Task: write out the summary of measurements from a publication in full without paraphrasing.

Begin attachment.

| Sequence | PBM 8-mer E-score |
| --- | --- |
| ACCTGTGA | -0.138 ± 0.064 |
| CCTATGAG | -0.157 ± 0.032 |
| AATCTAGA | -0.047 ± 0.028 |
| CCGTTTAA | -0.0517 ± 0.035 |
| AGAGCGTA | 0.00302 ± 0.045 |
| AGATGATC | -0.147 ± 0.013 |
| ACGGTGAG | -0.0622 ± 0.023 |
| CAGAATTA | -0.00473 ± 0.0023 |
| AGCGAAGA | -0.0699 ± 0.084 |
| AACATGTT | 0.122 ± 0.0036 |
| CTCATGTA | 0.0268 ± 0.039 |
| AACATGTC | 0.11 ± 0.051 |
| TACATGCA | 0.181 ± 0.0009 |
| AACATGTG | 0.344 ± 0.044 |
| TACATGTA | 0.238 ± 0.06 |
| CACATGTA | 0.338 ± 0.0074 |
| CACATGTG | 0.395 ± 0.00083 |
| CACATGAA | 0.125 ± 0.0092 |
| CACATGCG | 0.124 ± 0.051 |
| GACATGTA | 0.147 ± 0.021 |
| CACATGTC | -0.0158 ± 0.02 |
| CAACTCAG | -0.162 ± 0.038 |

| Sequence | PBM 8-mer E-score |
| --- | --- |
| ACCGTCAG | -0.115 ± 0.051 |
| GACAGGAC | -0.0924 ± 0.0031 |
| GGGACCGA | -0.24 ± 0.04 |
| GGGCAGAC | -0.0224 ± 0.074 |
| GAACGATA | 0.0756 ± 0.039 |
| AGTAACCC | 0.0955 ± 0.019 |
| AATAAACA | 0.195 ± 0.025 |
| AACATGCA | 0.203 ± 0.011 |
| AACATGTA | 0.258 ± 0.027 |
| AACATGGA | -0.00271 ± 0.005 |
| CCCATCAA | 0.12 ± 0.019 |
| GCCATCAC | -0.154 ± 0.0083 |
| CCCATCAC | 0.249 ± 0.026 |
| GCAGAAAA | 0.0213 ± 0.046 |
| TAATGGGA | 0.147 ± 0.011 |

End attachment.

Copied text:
| Sequence | PBM 8-mer E-score |
| --- | --- |
| ACCTGTGA | -0.138 ± 0.064 |
| CCTATGAG | -0.157 ± 0.032 |
| AATCTAGA | -0.047 ± 0.028 |
| CCGTTTAA | -0.0517 ± 0.035 |
| AGAGCGTA | 0.00302 ± 0.045 |
| AGATGATC | -0.147 ± 0.013 |
| ACGGTGAG | -0.0622 ± 0.023 |
| CAGAATTA | -0.00473 ± 0.0023 |
| AGCGAAGA | -0.0699 ± 0.084 |
| AACATGTT | 0.122 ± 0.0036 |
| CTCATGTA | 0.0268 ± 0.039 |
| AACATGTC | 0.11 ± 0.051 |
| TACATGCA | 0.181 ± 0.0009 |
| AACATGTG | 0.344 ± 0.044 |
| TACATGTA | 0.238 ± 0.06 |
| CACATGTA | 0.338 ± 0.0074 |
| CACATGTG | 0.395 ± 0.00083 |
| CACATGAA | 0.125 ± 0.0092 |
| CACATGCG | 0.124 ± 0.051 |
| GACATGTA | 0.147 ± 0.021 |
| CACATGTC | -0.0158 ± 0.02 |
| CAACTCAG | -0.162 ± 0.038 |

| Sequence | PBM 8-mer E-score |
| --- | --- |
| ACCGTCAG | -0.115 ± 0.051 |
| GACAGGAC | -0.0924 ± 0.0031 |
| GGGACCGA | -0.24 ± 0.04 |
| GGGCAGAC | -0.0224 ± 0.074 |
| GAACGATA | 0.0756 ± 0.039 |
| AGTAACCC | 0.0955 ± 0.019 |
| AATAAACA | 0.195 ± 0.025 |
| AACATGCA | 0.203 ± 0.011 |
| AACATGTA | 0.258 ± 0.027 |
| AACATGGA | -0.00271 ± 0.005 |
| CCCATCAA | 0.12 ± 0.019 |
| GCCATCAC | -0.154 ± 0.0083 |
| CCCATCAC | 0.249 ± 0.026 |
| GCAGAAAA | 0.0213 ± 0.046 |
| TAATGGGA | 0.147 ± 0.011 |